Secretary-General, in World Observance, Reaffirms Vision of Zero New HIV Infections, Discrimination, AIDS-related Deaths by 2030

Following are UN Secretary-General Ban Ki-moon’s remarks at the World AIDS Day event, in New York today:

Thank you, [Michel] Sidibé, for your very kind words and for recognizing my small contribution.  Whatever we might have been able to achieve, it was done with all our concerted efforts and commitment.

I am honoured to take this very meaningful gift as a token of our common solidarity, reigniting and solidifying our strong engagement and commitment to eliminate HIV on this earth.  We have been making this our commitment that by 2030, that there will be no new cases of HIV/AIDS, no deaths caused by HIV/AIDS and also no discrimination against people living with HIV.

Again, I would like to thank you for this recognition on this very meaningful day for me.  I would also like to thank Peter Thomson, President of the General Assembly, and Lorena Castillo de Varela, the First Lady of Panama.  Thank you very much for your commitment.  We are very much indebted and grateful to President Juan Carlos Varela [Rodríguez] for his strong commitment.  We are also very much impressed by the social, economic and political stability and development of Panama.

And I would like to thank special envoys and many other civil society leaders who have been working together with the United Nations for our common views, and I would like to commend the leadership of Michel Sidibé, the Executive Director of UNAIDS [Joint United Nations Programme on HIV/AIDS].

What a remarkable gathering today.  I am honoured to be here again.  Madame First Lady, thank you again for lending your prestige to this cause.

Eric Sawyer, you helped found this movement.  Today’s generation owes you and your peers a debt of gratitude for speaking truth to power.  Thank you very much.

Kenneth Cole, your footwear is famous – and when it comes to activism, I hope many people walk in your shoes!  Thank you very much.

Naomi Campbell, you are a supermodel — and a model of raising awareness about HIV/AIDS.  I thank you for your strong commitment.

Rebecca Awiti — we met a few years ago — I am proud that we stood side by side to launch my AIDS report in Kenya in March 2011.  Back then, your triplets were barely up to my chest.  One of your sons is here; he has grown up.  They have grown so beautifully.  Thank you for your strong courage.

Last month, I was also honoured by the Elton John AIDS Foundation for my work for the equality of all people – no matter who they are or who they love.  I am proud to be an LGBT [lesbian, gay, bisexual, transsexual] activist.  I accepted on behalf of all my colleagues working for justice around the world.  That evening, I met Kathie Heirs, who is addressing AIDS in very poor communities in the south in the United States.  She said in the early years of the AIDS epidemic, she lost so many friends, she had to throw away her address book.  Now, she says, her work to end AIDS is not a job — it is a calling.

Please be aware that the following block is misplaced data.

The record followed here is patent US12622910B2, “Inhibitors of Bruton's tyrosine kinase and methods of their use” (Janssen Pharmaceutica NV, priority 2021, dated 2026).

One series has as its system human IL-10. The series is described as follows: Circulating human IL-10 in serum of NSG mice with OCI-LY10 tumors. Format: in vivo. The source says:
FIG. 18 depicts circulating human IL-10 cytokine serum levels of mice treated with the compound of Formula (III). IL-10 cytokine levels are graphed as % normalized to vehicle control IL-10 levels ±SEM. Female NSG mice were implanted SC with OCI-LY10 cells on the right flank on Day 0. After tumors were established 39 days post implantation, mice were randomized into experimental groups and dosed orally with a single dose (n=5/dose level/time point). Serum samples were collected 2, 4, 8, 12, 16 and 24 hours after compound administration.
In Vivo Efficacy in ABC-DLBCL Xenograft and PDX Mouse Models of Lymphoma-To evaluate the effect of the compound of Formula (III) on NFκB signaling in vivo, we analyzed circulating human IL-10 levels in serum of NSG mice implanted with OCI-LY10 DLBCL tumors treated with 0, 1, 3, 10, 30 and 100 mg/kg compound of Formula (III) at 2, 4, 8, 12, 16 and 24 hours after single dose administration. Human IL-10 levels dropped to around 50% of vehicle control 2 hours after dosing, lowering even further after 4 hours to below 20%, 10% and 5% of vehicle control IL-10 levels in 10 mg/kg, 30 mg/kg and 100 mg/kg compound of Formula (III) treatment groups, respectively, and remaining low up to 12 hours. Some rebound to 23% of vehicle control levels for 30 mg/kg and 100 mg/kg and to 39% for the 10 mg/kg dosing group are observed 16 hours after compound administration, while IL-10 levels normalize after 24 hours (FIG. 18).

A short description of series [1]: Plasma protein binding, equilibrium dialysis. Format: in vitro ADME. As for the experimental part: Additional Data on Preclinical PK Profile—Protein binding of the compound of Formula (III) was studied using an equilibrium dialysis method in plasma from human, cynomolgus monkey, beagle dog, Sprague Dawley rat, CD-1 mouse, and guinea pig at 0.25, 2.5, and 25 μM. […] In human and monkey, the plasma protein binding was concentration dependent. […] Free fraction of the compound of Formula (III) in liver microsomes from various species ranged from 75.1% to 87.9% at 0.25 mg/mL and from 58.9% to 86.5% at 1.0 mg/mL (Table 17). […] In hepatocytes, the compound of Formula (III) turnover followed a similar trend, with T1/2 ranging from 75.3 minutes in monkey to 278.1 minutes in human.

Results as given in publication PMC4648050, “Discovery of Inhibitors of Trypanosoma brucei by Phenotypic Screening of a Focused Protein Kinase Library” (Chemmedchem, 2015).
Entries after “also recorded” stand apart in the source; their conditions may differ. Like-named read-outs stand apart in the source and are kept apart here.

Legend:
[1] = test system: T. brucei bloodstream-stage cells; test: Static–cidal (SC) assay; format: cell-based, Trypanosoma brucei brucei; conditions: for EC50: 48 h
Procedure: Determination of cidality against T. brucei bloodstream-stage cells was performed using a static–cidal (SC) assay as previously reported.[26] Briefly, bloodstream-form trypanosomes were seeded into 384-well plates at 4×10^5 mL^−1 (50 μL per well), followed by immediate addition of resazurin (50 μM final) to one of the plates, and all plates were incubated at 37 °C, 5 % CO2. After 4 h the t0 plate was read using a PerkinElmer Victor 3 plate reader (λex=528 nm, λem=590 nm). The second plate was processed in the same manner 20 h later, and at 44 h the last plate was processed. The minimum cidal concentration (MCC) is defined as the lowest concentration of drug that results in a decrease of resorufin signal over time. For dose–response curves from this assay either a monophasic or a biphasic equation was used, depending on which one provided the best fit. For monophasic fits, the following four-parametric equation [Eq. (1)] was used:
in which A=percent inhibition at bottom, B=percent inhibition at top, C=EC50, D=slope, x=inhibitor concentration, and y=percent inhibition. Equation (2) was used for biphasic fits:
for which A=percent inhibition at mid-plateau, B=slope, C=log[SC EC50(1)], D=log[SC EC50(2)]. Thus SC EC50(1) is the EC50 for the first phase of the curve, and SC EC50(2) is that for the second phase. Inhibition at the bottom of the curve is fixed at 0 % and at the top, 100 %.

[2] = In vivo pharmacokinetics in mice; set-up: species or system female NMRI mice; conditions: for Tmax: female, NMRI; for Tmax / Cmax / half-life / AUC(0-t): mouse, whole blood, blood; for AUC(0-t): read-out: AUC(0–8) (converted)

All of you here understand this feeling.  For me, it is not even that I am Secretary-General.  I have been criticised by many, many people around the world, including in my own home country.  But I believe in human dignity and human rights.  Everybody [should have] equal opportunities and equal human rights and dignity.

We are motivated to fight AIDS because we know that every child deserves care, every person deserves treatment, and all vulnerable groups deserve protection from stigma and abuse.  We know that hatred and bigotry spread disease and – as the founders of this movement taught — silence equals death.  Tolerance and awareness help stop AIDS.  Speaking out protects life.

I was moved by the short video we just saw.  It reminded me of many wonderful people I have met on my journey as United Nations Secretary-General.  Together, we have worked for a world where more people than ever are on treatment.  Half as many children are infected through mother-to-child transmission.  And double the number of people has access to medicines.  I am calling for action to get on the fast track to our target of 30 million people on treatment by 2030.

This requires that we reach the most vulnerable communities – the young women in Sub-Saharan Africa… people who inject drugs… gay men and other men who have sex with men… and the poor who need services and care.

The 2030 Agenda for Sustainable Development promises to leave no one behind.  Today we reaffirm our vision:  No new HIV infections.  No discrimination.  And no AIDS-related deaths.

This is my last chance to mark World AIDS Day as Secretary-General, as I am going to retire by the end of next month – but I will continue to stand with all of you until we achieve an AIDS-free world.  Let’s work together to make this world healthier and more prosperous where everybody’s human dignity will be rightly protected and respected.  I thank you for your commitment and leadership.

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